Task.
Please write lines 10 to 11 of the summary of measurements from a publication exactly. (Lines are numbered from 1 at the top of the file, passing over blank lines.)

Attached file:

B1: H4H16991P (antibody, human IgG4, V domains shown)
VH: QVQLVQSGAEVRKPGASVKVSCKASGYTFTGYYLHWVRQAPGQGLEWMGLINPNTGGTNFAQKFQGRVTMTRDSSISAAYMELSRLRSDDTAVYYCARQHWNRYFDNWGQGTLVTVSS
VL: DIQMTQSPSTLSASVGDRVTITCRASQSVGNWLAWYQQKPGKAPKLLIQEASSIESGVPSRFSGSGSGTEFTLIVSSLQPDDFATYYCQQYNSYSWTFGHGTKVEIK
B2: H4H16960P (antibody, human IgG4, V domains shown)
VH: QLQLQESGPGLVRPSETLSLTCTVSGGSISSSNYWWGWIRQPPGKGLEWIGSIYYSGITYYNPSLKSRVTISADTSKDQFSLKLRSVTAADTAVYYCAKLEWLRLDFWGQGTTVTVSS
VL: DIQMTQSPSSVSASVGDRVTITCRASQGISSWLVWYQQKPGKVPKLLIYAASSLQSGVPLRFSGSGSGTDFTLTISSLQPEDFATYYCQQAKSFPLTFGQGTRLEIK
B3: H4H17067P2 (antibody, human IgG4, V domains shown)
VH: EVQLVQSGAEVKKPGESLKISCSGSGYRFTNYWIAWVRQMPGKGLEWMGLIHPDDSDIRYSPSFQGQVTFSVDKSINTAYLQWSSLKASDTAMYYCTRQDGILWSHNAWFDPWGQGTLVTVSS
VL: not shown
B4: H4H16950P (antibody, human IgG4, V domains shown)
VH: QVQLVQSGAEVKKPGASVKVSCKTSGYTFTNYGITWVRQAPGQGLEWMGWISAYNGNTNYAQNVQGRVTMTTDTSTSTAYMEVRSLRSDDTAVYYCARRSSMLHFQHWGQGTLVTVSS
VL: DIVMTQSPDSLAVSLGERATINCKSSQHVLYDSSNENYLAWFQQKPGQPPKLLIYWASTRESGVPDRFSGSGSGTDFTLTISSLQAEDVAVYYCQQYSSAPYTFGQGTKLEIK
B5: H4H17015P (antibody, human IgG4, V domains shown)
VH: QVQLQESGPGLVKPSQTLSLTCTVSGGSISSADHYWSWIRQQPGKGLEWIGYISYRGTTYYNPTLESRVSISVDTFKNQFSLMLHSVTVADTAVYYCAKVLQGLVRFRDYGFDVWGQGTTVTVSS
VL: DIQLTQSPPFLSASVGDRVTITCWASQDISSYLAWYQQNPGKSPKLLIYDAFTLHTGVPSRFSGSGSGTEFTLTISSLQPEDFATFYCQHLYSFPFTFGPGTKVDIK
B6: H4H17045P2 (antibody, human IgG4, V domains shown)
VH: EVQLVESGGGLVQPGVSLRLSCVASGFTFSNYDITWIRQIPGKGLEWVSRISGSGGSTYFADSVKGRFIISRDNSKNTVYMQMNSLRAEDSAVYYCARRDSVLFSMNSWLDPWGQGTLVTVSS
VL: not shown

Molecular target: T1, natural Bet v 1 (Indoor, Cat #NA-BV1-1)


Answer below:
B4: H4H16950P (antibody, human IgG4, V domains shown)
VH: QVQLVQSGAEVKKPGASVKVSCKTSGYTFTNYGITWVRQAPGQGLEWMGWISAYNGNTNYAQNVQGRVTMTTDTSTSTAYMEVRSLRSDDTAVYYCARRSSMLHFQHWGQGTLVTVSS